Jensen heritage for the next generation

Electrical System

Dear Diary discusses the electrical system to Jensen FF chassis number 119/191

From the Jensen FF Mk1 sales literature: The electrical system consists of the following: “12 volt 40 amp alternator with 6 silicon rectifiers. Voltage regulator. Battery 67 a/h. Twin sealed beam headlights with side flasher switch incorporated in turn indictor control. Side and rear lights, number plate, engine compartment and boot illumination lights. Rheostat controlled instrument light. Interior light with courtesy switches on doors. Rear interior lights with combined switches. Twin bladed two speed self parking electric windscreen wipers with anti-lift blades and screen washers. Illuminated cigar lighter. Reversing lights operated by switch incorporated in gear selector mechanism. Illuminated electric clock. Self canceling turn indicators with warning lights. Electrically operated windows. Red warning lights in door trailing edges.”

From the Handbook of Instructions for the FF (October 1969): Wiring Diagram. Note: this shows the oil pressure warning lightand the brake fluid reservoir warning switches.on the later MK1

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Photo showing open fuse box, with the box containing the relays in front. Also radiator expansion tank.


The big red thing at the bottom of the photo is the pump for some aftermarket air horns.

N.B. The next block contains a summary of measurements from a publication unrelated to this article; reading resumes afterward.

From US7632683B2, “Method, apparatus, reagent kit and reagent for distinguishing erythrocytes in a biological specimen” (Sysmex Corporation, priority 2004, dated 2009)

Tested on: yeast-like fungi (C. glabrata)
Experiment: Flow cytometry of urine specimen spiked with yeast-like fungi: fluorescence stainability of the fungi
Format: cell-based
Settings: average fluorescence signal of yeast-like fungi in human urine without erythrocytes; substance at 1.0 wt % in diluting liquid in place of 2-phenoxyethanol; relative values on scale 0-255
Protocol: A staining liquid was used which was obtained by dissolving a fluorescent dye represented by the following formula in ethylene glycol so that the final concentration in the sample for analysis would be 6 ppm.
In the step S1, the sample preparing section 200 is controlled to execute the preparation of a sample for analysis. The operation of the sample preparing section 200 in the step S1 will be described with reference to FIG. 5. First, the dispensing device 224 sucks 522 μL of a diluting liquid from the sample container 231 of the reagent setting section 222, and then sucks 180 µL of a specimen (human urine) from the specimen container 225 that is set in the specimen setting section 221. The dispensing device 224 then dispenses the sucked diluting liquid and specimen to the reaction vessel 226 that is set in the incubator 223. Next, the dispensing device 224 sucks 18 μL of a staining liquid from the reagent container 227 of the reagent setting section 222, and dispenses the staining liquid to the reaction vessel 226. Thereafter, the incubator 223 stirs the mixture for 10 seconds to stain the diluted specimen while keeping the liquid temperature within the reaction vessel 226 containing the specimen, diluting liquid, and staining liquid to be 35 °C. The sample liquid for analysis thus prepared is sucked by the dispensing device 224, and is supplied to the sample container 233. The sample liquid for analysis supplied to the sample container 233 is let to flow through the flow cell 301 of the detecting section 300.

Photo showing the remote starter button.


Replacing the Motor gear.

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Access is obtained by removing the door trim and the door speaker( see photo 1). The motor has an upper bracket with one securing bolt and three bolts on the motor itself (see photos 2 and 3). There is just sufficient space between the outer door skin and motor to undo these three bolts. There are two wires to the motor. Both are live wires and if you get them the wrong way round when you put them back the window operating switch will work in reverse. Once removed it is a simple matter of removing the Philip head screws, taking out the old drive unit and replacing it with the new uprated nylon one that also has the shock absorbing springs built in (see photo 4)These were obtained from Cropredy Bridge Garage Riverside Works Cropredy, Banbury OX17 1pQ England. Tel. 01295 758444. Fax: 01295 750446.They have them as part No. 4339433 (“GEAR,WINDOW MOTOR”) at £20.20p + VAT.each. I put a little “copperease” grease on the moving parts before replacing the cover. A good tip I was given was that, before putting the three “motor bolts” back in, to cut a slot in their tops, which will help you reinstall them (and remove them if necessary at a later date) using a screwdriver ( see photo 5). Replace the motor. You may need to manoeuvre it a little or even connect up the power leads to rotate the new cog in order that it relocates itself properly.


I bought a standard central locking kit (£25) and a separate remote car alarm kit with interior movement detector(£30). Both off E-Bay. The remote operated alarm came with a feed to the central locking (as most do these days). The result was an alarm with interior movement sensor and remote central locking. Some 4 weeks on when compiling this information I can honestly say it is all working very well. The best bit is not having to use keys and having to lean across to open/close the passenger door.